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Instructions for treating and preserving your cable railing

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How to Clean & Maintain Stainless Steel Cable Railing

  • 3 min read

How difficult is this project?

This project is: Easy & DIY-friendly

how to clean stainless cable rail hardware

Type 316 marine-grade stainless steel has a great reputation and solid track record for holding up well, even under harsh conditions. However, nothing lasts forever, and even the most corrosion-resistant materials will rust if not properly treated and maintained. To keep your stainless cable railing looking (and working) great for years to come, follow the steps outlined below.

Materials List

Here's what you'll need to complete this project:

clean protect and repeat

Step 1: Clean Your Railing

First, use a soft nylon brush to remove dirt. Next, wash your railing with warm water and mild dish soap. Then, dry all exposed parts of the cable railing with a soft cloth or blow dryer.

What if my existing railing or hardware is showing signs of rust?

If your stainless steel hardware is showing signs of rust, corrosion, or patina, we recommend using Boeshield Rust Free as a first step. Follow the manufacturer's instructions for applying and using Rust Free safely. It is essential to clean away all surface-level rust before treating your hardware.

Warning: Avoid using all-purpose cleaners, chlorine bleach, and abrasive cleaners which can cause damage.

Step 2: Protect Your Aluminum or Stainless Steel Components

Apply Boeshield T-9 Rust & Corrosion Protection Waterproof Lubricant or your choice of stainless steel cleaner to all components of your cable railing in order to prevent rust and corrosion. Treat the tensioner set screw channel to prevent it from gumming up, and to ensure smooth tensioning over time.

cleaning ss hardware in wood or metal posts

How should I treat stainless steel hardware in metal posts?

The T-9 aerosol spray is ideal for direct application on a metal railing. For a light protective coat, wipe off excess. If your metal railing has wood components, spray lubricant onto a soft cloth or sponge before applying to avoid contact with the wood.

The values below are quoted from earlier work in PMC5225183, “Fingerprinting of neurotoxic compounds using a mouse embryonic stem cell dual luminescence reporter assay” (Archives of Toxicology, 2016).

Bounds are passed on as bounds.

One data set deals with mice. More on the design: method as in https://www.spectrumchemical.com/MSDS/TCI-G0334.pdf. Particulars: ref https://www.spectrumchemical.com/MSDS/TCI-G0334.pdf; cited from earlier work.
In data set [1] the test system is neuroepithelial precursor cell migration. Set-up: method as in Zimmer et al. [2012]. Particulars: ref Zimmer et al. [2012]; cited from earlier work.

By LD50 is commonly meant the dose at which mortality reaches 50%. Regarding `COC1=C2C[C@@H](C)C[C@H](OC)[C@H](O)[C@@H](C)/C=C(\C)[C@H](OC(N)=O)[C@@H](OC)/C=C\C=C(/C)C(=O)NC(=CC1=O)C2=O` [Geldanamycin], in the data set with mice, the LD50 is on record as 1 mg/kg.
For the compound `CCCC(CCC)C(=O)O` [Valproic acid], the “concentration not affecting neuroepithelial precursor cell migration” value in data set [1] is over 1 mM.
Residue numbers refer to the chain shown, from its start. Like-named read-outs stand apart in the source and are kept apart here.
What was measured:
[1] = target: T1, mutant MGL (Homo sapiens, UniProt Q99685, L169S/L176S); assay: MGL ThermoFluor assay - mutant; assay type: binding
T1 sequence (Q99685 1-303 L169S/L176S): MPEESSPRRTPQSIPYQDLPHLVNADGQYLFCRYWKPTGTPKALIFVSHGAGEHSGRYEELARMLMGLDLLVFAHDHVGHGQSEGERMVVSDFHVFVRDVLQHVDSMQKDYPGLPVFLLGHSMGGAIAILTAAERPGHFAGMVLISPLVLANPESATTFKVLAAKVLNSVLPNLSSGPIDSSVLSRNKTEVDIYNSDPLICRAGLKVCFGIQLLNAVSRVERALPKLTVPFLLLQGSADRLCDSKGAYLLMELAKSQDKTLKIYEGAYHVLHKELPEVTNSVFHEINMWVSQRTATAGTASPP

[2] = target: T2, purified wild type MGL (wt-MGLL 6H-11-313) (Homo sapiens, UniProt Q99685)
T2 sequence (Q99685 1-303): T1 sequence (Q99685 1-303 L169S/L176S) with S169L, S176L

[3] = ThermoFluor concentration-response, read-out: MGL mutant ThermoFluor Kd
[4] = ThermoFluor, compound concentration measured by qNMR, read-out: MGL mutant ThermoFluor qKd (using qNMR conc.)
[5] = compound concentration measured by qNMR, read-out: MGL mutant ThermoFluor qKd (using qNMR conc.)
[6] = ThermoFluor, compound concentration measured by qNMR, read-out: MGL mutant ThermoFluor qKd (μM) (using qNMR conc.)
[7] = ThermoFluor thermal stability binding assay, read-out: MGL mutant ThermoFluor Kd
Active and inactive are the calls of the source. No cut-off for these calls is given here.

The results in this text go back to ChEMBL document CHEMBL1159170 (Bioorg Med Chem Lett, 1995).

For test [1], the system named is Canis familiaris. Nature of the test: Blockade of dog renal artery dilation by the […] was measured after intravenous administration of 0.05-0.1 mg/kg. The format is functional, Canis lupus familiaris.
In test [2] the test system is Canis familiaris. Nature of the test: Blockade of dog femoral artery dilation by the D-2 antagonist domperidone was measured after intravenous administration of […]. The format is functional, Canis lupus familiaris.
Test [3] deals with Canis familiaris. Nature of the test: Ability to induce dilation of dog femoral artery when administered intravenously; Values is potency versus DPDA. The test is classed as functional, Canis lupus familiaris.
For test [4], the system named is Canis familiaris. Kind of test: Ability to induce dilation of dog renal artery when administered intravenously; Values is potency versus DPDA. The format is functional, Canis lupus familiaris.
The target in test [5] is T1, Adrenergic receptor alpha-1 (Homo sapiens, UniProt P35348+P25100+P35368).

How should I treat stainless steel hardware in wood posts?

The T-9 squeeze bottle is ideal for the wood post railing because it allows for more precise application. Squeeze lubricant onto a soft cloth or sponge and apply to all exposed stainless steel components.

Warning: Avoid exposing any wood to the lubricant, as it may cause discoloration.

Step 3: Repeat the Process as Often as Necessary

To maintain your cable railing, we recommend treating all components at least once a year, or as often as is necessary for your environment. How frequently you clean and protect your stainless will depend a great deal on how exposed your hardware is.

Inland vs. Coastal Environments

If you live within one mile of environments that expose your cable railing to acid rain or salt air and spray, treat your railing at least every 3-6 months, or as needed. Failing to adequately clean and protect your stainless can result in corrosion, and may compromise the integrity of your railing, which can present a safety concern.

Indoor, inland, or railing that's shielded from the elements may not need to be treated as frequently. Check your railing at the end of every season to avoid any surprises.

tensioning cables with 3/32-inch hex driver

Maintaining Cable Tension Over Time

Will I need to re-tension my cables after I've installed them?

Yes, you will likely need to re-tension your cables after the initial installation. Don't worry, this is normal! If you have installed cable railing on a new structure you may need to re-tension your lines after the structure or posts begins to settle and shift. Metal expansion and contraction, and stress on the cables can also result in lines needing to be re-tensioned.

Check for the following 1 month after installation and no less than once yearly thereafter:

  • Check your cable tension and tighten any cable lines that have begun to sag. Use a 3/32” Allen wrench to advance the set screw on either end.
  • Check each set screw channel to make sure it is clean. If you notice buildup or have difficulties advancing the set screw, clean and lubricate.
  • Check your posts for signs of decay, especially in harsh environments where wood rot and rust are a concern.

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